Growing Up vs. Growing Old

There are so many things we can learn from kids. While growing up, adults tend to leave behind many traits of children that they would be wise to embrace. We can’t help growing older, but we can help growing up. Keeping a childlike heart and approach to life is not only healthy but also the secret to effective relational ministry.

But when do we take it too far? Unfortunately, becoming more like kids can have a negative effect on adult relationships if we aren’t wise in how far we go to be more like children. Here are some things I have learned to help keep the balance and help prevent childlikeness from appearing as immaturity.

Explain Your Philosophy of Ministry Every Chance You Get.

Every chance I get, both in large groups and in one-on-one conversations, I explain why I am immersed in the world of children. If an adult comments on my Minecraft t-shirt, I explain, “Kids today love this game! By joining them in this interest I am able to build relationships and even make spiritual applications from Minecraft to the Christian life.” I’ll often say, “Don’t be fooled by all the fun and silliness you see. I am serious about reaching kids for Jesus!” I can’t even count the number of times adults have expressed when they “get it” and are so appreciative for the extra effort I put into reaching their kids.

Don’t Neglect Adult Relationships.

No doubt, the kids are more fun – but don’t neglect adult relationships. If you gravitate to the children at all church events, you’ll soon appear to be just another kid. Spend some time with the children, but not at the expense of mingling and chatting with your peers! Be sure to attend men’s or women’s ministry events, join a small group, take adults out for coffee, and be engaged in adult fellowship. Let your peers see the other side of you. If they only ever see you with your yo-yo or puppet, or hamming it up with the kids, you’ll be strengthening your connection with the kids while weakening your connection with the adults. You need both in ministry.

Model Responsibility and Safety.

If you are going to connect with kids, there are going to be times that you are going to push the envelope past what most adults would do. You’ll have to. You may be dressed up in a costume, using a puppet, or otherwise being silly with the kids – but know when enough is enough. If you start to be unsafe or bend the rules, your fellow adults will start to think YOU need supervision, when you are supposed to BE the supervision. If you make adults nervous, you may be going too far. You want to connect with kids, but you need to remain an authority that they respect. It is perfectly appropriate to say to the kids, “You know I like to have fun, but I need your immediate cooperation when I give instructions, otherwise I won’t be able to be so fun.” It is also effective to say, “Hey, don’t get me in trouble with the grown-ups.” This is a subtle but effective way of saying, “I’m one of you – but I need the respect of the other adults, too.”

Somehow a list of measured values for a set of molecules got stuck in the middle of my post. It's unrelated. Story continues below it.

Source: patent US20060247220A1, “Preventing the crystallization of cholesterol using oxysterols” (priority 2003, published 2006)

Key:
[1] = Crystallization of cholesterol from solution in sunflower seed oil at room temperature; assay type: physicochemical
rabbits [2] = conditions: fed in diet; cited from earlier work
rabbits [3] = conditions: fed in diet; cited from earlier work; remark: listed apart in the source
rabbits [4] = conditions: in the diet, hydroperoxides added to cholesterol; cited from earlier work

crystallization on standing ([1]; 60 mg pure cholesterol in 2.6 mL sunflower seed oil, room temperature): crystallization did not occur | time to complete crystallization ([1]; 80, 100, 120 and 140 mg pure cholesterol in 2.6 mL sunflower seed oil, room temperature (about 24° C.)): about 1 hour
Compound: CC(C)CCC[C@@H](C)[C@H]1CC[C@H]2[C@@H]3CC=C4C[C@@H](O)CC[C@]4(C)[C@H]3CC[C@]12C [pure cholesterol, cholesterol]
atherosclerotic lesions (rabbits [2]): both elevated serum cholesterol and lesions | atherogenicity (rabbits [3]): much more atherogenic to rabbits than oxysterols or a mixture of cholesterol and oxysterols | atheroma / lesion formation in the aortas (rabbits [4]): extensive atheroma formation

Put Your Toys Away.

Lastly, never forget that in life and in ministry, perception is reality. We often use toys to connect with kids. Technically, as a cross-cultural minister to kids, I call them “artifacts from the world of kids.” They not only make for great object lessons, but also demonstrate a common interest with children. There is no effective children’s ministry that doesn’t include toys. However, even kids have to learn when to put their toys away. If you are playing with toys when there are no kids around – you might be seen as childish rather than childlike. Even as you decorate your office to relate to kids, make sure an adult that comes in can relate as well. As in all things, balance is the key.

The Best Teachers are Childlike. The Best Leaders are Adult-like.

It is no secret – the best teachers are those who can relate to kids from within the context of their world and culture. However, as passionate as we are about kids, we can’t neglect the adults in our ministry. Teaching and leading are different, and each requires different skills. We are childlike in order to reach and teach kids, but we need to remain adults in order to lead. Parents and volunteers are adults with whom we need to relate to as adults. It is also adults who set ministry budgets and may sign your paycheck, so it is wise to make every effort to relate as well with them as you do with the kids! Relational ministry is the key phrase, but we must be sure we aren’t just being like kids to reach kids, but also like adults to reach them as well. The same apostle who said, “I have become all things” to reach the lost, also said, “When I became a man I put away childish things” (I Cor. 13:11). Somewhere in the middle, you can find that place where you are reaching kids while building the support of the adults in your ministry, too!

For more Kidology Theorems, visit the Kidology Theorems Zone on Kidology.

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